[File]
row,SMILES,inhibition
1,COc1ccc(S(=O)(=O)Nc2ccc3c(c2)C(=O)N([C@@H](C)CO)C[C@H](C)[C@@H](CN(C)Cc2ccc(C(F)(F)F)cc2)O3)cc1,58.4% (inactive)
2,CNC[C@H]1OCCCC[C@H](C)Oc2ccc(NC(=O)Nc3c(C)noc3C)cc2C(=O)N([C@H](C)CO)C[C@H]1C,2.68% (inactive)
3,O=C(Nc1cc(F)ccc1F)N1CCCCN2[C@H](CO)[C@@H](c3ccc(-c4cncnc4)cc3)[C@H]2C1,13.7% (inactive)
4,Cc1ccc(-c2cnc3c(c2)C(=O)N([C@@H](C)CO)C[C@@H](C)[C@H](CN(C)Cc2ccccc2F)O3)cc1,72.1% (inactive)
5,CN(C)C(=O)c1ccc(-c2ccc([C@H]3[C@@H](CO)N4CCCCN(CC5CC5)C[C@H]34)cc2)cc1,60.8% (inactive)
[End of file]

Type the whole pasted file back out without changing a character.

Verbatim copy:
row,SMILES,inhibition
1,COc1ccc(S(=O)(=O)Nc2ccc3c(c2)C(=O)N([C@@H](C)CO)C[C@H](C)[C@@H](CN(C)Cc2ccc(C(F)(F)F)cc2)O3)cc1,58.4% (inactive)
2,CNC[C@H]1OCCCC[C@H](C)Oc2ccc(NC(=O)Nc3c(C)noc3C)cc2C(=O)N([C@H](C)CO)C[C@H]1C,2.68% (inactive)
3,O=C(Nc1cc(F)ccc1F)N1CCCCN2[C@H](CO)[C@@H](c3ccc(-c4cncnc4)cc3)[C@H]2C1,13.7% (inactive)
4,Cc1ccc(-c2cnc3c(c2)C(=O)N([C@@H](C)CO)C[C@@H](C)[C@H](CN(C)Cc2ccccc2F)O3)cc1,72.1% (inactive)
5,CN(C)C(=O)c1ccc(-c2ccc([C@H]3[C@@H](CO)N4CCCCN(CC5CC5)C[C@H]34)cc2)cc1,60.8% (inactive)